It was such a collaborative thing with some really cool voices, Fullbright said, expressing surprise at the ease of the process. It's just like playing music in Tulsa. Everybody kind of does whatever they do, and it works.

The grab-and-go momentum landed Fullbright in the studio with some old songs (Unlocked Doors also appeared on 2009s Live at the Blue Door), some new, and some unfinished, making his newfound trust in musical collaboration essential to the arrangements and reflected fully on the final album. The Liar, as a result, utilizes emotional and instrumental dynamics in ways Fullbright hasnt allowed himself to explore fully before. Theres a noticeable slack here, an indulgent instrumental break there, and the general feeling that the tight-lipped John Fullbright who agonized over the writing process and then hesitated to talk about the meanings behind his songs in the past has eased up.

What rules didnt I have? Fullbright says about his former songwriting self. Even like, how many syllables were in a line, I had arbitrary rules for. So much of that has gone out the door, and Im so much happier. Its really just the idea that you dont have to do this by yourself. Its so much more fun to collaborate.
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The Liar
Artist: John Fullbright
Format: CD
New: Available $12.98
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Tulsa, OK - The public at large hasnt heard much from John Fullbright since his critically lauded album Songs; a chasm of eight years that seemed unthinkable for someone with so much hypeincluding a GRAMMY nod, an Americana Music Association Emerging Artist nomination and awards from ASCAP and the Oklahoma Music Hall of Famesurrounding his early career. Why did it take so long?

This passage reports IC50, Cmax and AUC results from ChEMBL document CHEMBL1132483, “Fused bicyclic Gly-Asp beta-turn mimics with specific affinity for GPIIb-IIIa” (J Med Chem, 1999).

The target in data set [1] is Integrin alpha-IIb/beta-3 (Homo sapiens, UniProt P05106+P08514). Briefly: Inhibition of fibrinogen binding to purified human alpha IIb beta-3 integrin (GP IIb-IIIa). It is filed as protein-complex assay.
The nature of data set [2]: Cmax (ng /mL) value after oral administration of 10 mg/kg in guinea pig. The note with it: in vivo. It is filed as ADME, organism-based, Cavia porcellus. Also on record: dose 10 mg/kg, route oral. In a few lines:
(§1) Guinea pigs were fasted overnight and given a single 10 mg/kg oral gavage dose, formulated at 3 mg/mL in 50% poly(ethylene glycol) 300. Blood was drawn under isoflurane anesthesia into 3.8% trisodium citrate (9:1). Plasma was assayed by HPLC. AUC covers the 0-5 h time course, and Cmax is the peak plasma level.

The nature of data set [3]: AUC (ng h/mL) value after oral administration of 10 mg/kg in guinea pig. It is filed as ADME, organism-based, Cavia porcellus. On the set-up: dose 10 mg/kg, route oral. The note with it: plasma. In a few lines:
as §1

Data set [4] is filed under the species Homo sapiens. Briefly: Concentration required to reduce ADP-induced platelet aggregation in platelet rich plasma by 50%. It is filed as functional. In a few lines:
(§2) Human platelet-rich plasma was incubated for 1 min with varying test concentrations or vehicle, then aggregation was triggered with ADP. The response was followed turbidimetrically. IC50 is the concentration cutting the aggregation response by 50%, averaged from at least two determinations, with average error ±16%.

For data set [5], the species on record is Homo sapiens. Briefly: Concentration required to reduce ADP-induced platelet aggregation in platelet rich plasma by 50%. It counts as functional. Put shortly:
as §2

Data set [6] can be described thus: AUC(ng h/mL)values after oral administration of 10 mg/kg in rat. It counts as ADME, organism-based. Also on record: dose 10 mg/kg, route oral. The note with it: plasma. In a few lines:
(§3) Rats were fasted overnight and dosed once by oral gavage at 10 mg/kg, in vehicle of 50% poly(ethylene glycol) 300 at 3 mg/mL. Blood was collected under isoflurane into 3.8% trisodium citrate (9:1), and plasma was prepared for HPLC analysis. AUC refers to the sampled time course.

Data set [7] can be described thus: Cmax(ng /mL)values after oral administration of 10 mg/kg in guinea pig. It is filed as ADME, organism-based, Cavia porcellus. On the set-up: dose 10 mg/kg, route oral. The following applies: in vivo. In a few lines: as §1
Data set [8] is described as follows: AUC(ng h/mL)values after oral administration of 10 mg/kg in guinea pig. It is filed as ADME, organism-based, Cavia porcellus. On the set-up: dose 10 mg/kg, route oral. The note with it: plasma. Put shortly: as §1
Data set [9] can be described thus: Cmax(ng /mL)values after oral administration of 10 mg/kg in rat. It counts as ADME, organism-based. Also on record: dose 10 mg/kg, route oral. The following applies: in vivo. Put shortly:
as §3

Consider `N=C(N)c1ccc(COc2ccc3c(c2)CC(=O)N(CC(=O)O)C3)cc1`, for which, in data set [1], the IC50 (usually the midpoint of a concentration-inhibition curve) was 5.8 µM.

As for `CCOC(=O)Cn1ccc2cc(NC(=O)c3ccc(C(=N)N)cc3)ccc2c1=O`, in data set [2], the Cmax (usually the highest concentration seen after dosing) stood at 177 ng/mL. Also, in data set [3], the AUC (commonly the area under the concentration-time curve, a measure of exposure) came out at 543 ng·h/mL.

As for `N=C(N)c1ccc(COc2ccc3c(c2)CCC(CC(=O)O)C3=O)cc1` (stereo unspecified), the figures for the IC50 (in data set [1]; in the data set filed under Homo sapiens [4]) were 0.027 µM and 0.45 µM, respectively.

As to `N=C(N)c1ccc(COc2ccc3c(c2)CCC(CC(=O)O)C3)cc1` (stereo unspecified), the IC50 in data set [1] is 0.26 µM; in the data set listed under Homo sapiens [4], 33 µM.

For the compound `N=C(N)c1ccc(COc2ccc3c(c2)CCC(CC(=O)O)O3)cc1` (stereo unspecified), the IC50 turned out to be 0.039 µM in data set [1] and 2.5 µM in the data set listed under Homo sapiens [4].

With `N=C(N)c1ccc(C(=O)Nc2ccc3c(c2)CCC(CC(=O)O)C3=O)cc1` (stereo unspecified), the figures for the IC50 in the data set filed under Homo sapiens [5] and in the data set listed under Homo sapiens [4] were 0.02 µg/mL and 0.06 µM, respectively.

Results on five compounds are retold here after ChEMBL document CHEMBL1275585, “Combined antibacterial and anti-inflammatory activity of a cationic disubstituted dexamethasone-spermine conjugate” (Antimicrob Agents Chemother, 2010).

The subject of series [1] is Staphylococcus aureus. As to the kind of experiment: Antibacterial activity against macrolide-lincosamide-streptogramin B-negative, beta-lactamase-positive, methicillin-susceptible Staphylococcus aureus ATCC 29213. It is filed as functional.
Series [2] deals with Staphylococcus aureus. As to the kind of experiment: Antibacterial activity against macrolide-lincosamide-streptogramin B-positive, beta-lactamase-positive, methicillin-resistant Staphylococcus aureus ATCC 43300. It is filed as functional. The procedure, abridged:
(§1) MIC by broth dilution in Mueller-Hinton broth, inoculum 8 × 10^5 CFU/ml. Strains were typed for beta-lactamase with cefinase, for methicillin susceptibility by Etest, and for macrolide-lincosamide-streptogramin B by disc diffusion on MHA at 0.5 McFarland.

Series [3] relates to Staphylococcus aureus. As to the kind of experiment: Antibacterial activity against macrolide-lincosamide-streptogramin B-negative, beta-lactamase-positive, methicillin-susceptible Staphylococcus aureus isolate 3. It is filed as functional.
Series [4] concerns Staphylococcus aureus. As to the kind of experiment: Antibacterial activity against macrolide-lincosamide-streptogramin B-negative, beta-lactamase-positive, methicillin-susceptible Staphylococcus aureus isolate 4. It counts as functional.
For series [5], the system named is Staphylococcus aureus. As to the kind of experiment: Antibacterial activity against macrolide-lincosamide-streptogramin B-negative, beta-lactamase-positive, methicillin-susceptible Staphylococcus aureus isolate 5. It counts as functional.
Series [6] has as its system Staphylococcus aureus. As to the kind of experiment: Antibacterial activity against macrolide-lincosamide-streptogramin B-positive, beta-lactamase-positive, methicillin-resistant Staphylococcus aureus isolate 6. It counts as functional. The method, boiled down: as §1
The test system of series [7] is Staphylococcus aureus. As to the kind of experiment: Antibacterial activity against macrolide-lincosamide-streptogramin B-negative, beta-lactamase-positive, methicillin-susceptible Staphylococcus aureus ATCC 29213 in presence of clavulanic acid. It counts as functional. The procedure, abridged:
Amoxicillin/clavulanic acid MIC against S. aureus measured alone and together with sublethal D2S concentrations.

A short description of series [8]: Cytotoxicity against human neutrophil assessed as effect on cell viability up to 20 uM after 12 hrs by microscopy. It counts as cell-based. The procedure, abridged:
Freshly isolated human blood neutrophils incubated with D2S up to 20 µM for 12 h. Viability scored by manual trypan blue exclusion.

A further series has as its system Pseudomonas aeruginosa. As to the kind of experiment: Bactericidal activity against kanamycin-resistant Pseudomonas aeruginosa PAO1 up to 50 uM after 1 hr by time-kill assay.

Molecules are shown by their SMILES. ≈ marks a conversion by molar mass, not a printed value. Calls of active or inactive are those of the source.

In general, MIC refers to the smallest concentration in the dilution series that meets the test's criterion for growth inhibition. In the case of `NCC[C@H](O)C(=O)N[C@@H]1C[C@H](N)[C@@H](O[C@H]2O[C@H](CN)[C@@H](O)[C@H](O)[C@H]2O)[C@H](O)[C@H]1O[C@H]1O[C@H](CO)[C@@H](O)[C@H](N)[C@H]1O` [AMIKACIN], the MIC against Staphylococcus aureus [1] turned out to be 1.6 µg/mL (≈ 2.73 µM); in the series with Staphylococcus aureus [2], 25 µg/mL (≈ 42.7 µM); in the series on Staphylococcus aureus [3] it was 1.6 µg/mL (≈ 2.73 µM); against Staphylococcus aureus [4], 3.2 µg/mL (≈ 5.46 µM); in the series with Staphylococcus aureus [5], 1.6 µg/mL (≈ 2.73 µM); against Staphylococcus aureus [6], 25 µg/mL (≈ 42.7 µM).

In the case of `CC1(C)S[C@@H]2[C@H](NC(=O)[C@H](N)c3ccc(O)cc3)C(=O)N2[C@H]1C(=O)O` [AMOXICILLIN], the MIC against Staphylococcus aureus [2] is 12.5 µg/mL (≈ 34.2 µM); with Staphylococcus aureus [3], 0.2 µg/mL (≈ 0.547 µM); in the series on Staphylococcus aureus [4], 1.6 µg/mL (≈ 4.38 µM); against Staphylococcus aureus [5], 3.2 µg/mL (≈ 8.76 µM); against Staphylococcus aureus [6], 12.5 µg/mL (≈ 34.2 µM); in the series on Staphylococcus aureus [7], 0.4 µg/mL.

Its been a process of learning how to be in a community of musicians and less focusing on the lone, depressed songwriterjust playing something that has a beat and is really fun, Fullbright says. On September 30th, Fullbright is set to end the dry spell with the release of his new LP, The Liar (via Blue Dirt Records / Thirty Tigers) opening up his newfound trust in musical collaboration for the world to hear. Thats not to say there are no songs on this record where I depart from that because there are, but there's also a band with an opinion. And that part is new to me.

The Liar was recorded at Steve and Charlene Ripleys farm-to-studio compound in northeastern Oklahoma. After Steves passing, Charlene flirted with the idea of selling the studio property, so Fullbright mobilized quickly to ensure he was able to record there before it changed hands. He threw together a band made up of, as Fullbright calls them, the usual suspects. Anyone fleetingly familiar with Oklahoma music will recognize the roster, which includes Jesse Aycock, Aaron Boehler, Paul Wilkes, Stephen Lee, and Paddy Ryan, all of whom are in more bands than seems possible. Along with a few more friends stopping in to lay down takes, they finished the songs and tracked the album with engineer Jason Weinheimer in a whirlwind four days.

It was such a collaborative thing with some really cool voices, Fullbright said, expressing surprise at the ease of the process. It's just like playing music in Tulsa. Everybody kind of does whatever they do, and it works.

The grab-and-go momentum landed Fullbright in the studio with some old songs (Unlocked Doors also appeared on 2009s Live at the Blue Door), some new, and some unfinished, making his newfound trust in musical collaboration essential to the arrangements and reflected fully on the final album. The Liar, as a result, utilizes emotional and instrumental dynamics in ways Fullbright hasnt allowed himself to explore fully before. Theres a noticeable slack here, an indulgent instrumental break there, and the general feeling that the tight-lipped John Fullbright who agonized over the writing process and then hesitated to talk about the meanings behind his songs in the past has eased up.

What rules didnt I have? Fullbright says about his former songwriting self. Even like, how many syllables were in a line, I had arbitrary rules for. So much of that has gone out the door, and Im so much happier. Its really just the idea that you dont have to do this by yourself. Its so much more fun to collaborate.